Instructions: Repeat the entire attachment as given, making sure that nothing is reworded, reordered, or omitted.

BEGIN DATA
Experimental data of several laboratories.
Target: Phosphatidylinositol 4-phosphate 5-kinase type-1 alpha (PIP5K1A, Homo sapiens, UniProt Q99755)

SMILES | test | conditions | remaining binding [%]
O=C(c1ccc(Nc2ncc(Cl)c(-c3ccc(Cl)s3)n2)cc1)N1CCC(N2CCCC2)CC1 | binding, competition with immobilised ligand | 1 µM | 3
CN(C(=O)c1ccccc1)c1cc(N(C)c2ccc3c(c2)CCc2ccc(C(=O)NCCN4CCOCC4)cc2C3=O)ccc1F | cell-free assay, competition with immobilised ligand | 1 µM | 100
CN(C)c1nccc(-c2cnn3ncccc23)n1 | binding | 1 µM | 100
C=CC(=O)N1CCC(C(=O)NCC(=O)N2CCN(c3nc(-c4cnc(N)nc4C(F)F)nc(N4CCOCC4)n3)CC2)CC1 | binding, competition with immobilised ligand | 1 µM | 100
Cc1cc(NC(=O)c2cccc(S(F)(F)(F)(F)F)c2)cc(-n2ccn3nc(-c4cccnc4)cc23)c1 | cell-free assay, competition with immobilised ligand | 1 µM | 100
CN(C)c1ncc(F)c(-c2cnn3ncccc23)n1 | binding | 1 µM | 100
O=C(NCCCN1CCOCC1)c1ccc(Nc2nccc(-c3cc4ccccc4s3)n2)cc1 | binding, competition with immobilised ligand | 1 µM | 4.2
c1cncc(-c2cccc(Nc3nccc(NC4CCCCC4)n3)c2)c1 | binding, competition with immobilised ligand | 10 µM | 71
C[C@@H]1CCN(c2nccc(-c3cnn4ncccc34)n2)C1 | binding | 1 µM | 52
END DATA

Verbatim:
Experimental data of several laboratories.
Target: Phosphatidylinositol 4-phosphate 5-kinase type-1 alpha (PIP5K1A, Homo sapiens, UniProt Q99755)

SMILES | test | conditions | remaining binding [%]
O=C(c1ccc(Nc2ncc(Cl)c(-c3ccc(Cl)s3)n2)cc1)N1CCC(N2CCCC2)CC1 | binding, competition with immobilised ligand | 1 µM | 3
CN(C(=O)c1ccccc1)c1cc(N(C)c2ccc3c(c2)CCc2ccc(C(=O)NCCN4CCOCC4)cc2C3=O)ccc1F | cell-free assay, competition with immobilised ligand | 1 µM | 100
CN(C)c1nccc(-c2cnn3ncccc23)n1 | binding | 1 µM | 100
C=CC(=O)N1CCC(C(=O)NCC(=O)N2CCN(c3nc(-c4cnc(N)nc4C(F)F)nc(N4CCOCC4)n3)CC2)CC1 | binding, competition with immobilised ligand | 1 µM | 100
Cc1cc(NC(=O)c2cccc(S(F)(F)(F)(F)F)c2)cc(-n2ccn3nc(-c4cccnc4)cc23)c1 | cell-free assay, competition with immobilised ligand | 1 µM | 100
CN(C)c1ncc(F)c(-c2cnn3ncccc23)n1 | binding | 1 µM | 100
O=C(NCCCN1CCOCC1)c1ccc(Nc2nccc(-c3cc4ccccc4s3)n2)cc1 | binding, competition with immobilised ligand | 1 µM | 4.2
c1cncc(-c2cccc(Nc3nccc(NC4CCCCC4)n3)c2)c1 | binding, competition with immobilised ligand | 10 µM | 71
C[C@@H]1CCN(c2nccc(-c3cnn4ncccc34)n2)C1 | binding | 1 µM | 52